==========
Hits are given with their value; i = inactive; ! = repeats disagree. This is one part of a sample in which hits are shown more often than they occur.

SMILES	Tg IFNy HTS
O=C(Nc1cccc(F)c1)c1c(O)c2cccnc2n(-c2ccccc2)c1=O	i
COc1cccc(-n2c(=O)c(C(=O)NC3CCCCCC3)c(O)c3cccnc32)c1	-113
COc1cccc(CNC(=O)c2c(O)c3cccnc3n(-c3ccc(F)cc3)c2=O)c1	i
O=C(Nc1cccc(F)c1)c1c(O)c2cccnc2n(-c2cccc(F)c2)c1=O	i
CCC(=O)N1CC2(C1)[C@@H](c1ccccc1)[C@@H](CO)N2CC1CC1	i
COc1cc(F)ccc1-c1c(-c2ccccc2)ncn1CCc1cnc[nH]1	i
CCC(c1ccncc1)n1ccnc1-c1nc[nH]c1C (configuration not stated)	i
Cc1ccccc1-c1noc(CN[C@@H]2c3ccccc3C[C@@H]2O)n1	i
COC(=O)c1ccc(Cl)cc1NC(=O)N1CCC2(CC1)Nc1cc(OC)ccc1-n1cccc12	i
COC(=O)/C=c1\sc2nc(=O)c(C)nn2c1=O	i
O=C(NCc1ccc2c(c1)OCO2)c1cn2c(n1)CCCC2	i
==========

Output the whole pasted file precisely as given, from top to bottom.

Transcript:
Hits are given with their value; i = inactive; ! = repeats disagree. This is one part of a sample in which hits are shown more often than they occur.

SMILES	Tg IFNy HTS
O=C(Nc1cccc(F)c1)c1c(O)c2cccnc2n(-c2ccccc2)c1=O	i
COc1cccc(-n2c(=O)c(C(=O)NC3CCCCCC3)c(O)c3cccnc32)c1	-113
COc1cccc(CNC(=O)c2c(O)c3cccnc3n(-c3ccc(F)cc3)c2=O)c1	i
O=C(Nc1cccc(F)c1)c1c(O)c2cccnc2n(-c2cccc(F)c2)c1=O	i
CCC(=O)N1CC2(C1)[C@@H](c1ccccc1)[C@@H](CO)N2CC1CC1	i
COc1cc(F)ccc1-c1c(-c2ccccc2)ncn1CCc1cnc[nH]1	i
CCC(c1ccncc1)n1ccnc1-c1nc[nH]c1C (configuration not stated)	i
Cc1ccccc1-c1noc(CN[C@@H]2c3ccccc3C[C@@H]2O)n1	i
COC(=O)c1ccc(Cl)cc1NC(=O)N1CCC2(CC1)Nc1cc(OC)ccc1-n1cccc12	i
COC(=O)/C=c1\sc2nc(=O)c(C)nn2c1=O	i
O=C(NCc1ccc2c(c1)OCO2)c1cn2c(n1)CCCC2	i